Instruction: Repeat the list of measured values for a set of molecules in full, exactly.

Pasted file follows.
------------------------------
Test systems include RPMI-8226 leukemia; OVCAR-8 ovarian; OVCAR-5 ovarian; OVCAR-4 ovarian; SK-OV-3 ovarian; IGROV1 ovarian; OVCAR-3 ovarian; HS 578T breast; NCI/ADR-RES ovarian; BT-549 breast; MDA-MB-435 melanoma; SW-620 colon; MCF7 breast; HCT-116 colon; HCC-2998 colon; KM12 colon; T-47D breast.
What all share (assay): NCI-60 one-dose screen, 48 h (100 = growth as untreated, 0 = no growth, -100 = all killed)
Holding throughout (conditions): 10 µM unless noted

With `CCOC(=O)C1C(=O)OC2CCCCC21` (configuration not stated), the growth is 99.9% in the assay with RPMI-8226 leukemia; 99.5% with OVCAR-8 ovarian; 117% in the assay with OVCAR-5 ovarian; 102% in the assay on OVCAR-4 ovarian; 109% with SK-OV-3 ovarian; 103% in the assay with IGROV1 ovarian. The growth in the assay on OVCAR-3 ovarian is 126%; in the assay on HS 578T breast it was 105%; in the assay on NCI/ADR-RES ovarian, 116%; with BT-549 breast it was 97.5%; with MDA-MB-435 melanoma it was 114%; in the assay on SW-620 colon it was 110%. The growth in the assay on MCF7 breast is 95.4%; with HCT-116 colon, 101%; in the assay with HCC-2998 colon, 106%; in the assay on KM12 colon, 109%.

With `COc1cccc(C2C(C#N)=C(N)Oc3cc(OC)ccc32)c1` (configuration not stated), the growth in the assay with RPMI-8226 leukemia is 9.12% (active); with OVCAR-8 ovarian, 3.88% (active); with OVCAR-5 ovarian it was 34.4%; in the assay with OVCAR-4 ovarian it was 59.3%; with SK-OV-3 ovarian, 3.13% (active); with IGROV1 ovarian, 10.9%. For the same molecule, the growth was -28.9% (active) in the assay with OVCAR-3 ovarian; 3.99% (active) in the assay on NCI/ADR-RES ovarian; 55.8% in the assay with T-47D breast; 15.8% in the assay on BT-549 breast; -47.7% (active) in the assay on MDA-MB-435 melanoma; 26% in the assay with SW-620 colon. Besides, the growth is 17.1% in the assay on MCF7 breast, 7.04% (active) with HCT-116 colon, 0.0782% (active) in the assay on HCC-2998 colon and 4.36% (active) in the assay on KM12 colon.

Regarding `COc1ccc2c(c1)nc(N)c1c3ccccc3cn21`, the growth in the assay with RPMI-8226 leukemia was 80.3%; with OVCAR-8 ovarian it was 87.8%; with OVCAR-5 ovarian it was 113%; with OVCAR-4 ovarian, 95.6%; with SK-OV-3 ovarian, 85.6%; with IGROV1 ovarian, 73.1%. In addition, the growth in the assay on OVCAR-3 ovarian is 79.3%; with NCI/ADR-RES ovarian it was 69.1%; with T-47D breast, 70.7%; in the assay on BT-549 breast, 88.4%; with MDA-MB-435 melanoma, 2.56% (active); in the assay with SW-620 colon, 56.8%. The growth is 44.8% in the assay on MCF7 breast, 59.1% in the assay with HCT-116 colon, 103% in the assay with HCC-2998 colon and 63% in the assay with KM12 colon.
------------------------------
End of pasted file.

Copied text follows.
Test systems include RPMI-8226 leukemia; OVCAR-8 ovarian; OVCAR-5 ovarian; OVCAR-4 ovarian; SK-OV-3 ovarian; IGROV1 ovarian; OVCAR-3 ovarian; HS 578T breast; NCI/ADR-RES ovarian; BT-549 breast; MDA-MB-435 melanoma; SW-620 colon; MCF7 breast; HCT-116 colon; HCC-2998 colon; KM12 colon; T-47D breast.
What all share (assay): NCI-60 one-dose screen, 48 h (100 = growth as untreated, 0 = no growth, -100 = all killed)
Holding throughout (conditions): 10 µM unless noted

With `CCOC(=O)C1C(=O)OC2CCCCC21` (configuration not stated), the growth is 99.9% in the assay with RPMI-8226 leukemia; 99.5% with OVCAR-8 ovarian; 117% in the assay with OVCAR-5 ovarian; 102% in the assay on OVCAR-4 ovarian; 109% with SK-OV-3 ovarian; 103% in the assay with IGROV1 ovarian. The growth in the assay on OVCAR-3 ovarian is 126%; in the assay on HS 578T breast it was 105%; in the assay on NCI/ADR-RES ovarian, 116%; with BT-549 breast it was 97.5%; with MDA-MB-435 melanoma it was 114%; in the assay on SW-620 colon it was 110%. The growth in the assay on MCF7 breast is 95.4%; with HCT-116 colon, 101%; in the assay with HCC-2998 colon, 106%; in the assay on KM12 colon, 109%.

With `COc1cccc(C2C(C#N)=C(N)Oc3cc(OC)ccc32)c1` (configuration not stated), the growth in the assay with RPMI-8226 leukemia is 9.12% (active); with OVCAR-8 ovarian, 3.88% (active); with OVCAR-5 ovarian it was 34.4%; in the assay with OVCAR-4 ovarian it was 59.3%; with SK-OV-3 ovarian, 3.13% (active); with IGROV1 ovarian, 10.9%. For the same molecule, the growth was -28.9% (active) in the assay with OVCAR-3 ovarian; 3.99% (active) in the assay on NCI/ADR-RES ovarian; 55.8% in the assay with T-47D breast; 15.8% in the assay on BT-549 breast; -47.7% (active) in the assay on MDA-MB-435 melanoma; 26% in the assay with SW-620 colon. Besides, the growth is 17.1% in the assay on MCF7 breast, 7.04% (active) with HCT-116 colon, 0.0782% (active) in the assay on HCC-2998 colon and 4.36% (active) in the assay on KM12 colon.

Regarding `COc1ccc2c(c1)nc(N)c1c3ccccc3cn21`, the growth in the assay with RPMI-8226 leukemia was 80.3%; with OVCAR-8 ovarian it was 87.8%; with OVCAR-5 ovarian it was 113%; with OVCAR-4 ovarian, 95.6%; with SK-OV-3 ovarian, 85.6%; with IGROV1 ovarian, 73.1%. In addition, the growth in the assay on OVCAR-3 ovarian is 79.3%; with NCI/ADR-RES ovarian it was 69.1%; with T-47D breast, 70.7%; in the assay on BT-549 breast, 88.4%; with MDA-MB-435 melanoma, 2.56% (active); in the assay with SW-620 colon, 56.8%. The growth is 44.8% in the assay on MCF7 breast, 59.1% in the assay with HCT-116 colon, 103% in the assay with HCC-2998 colon and 63% in the assay with KM12 colon.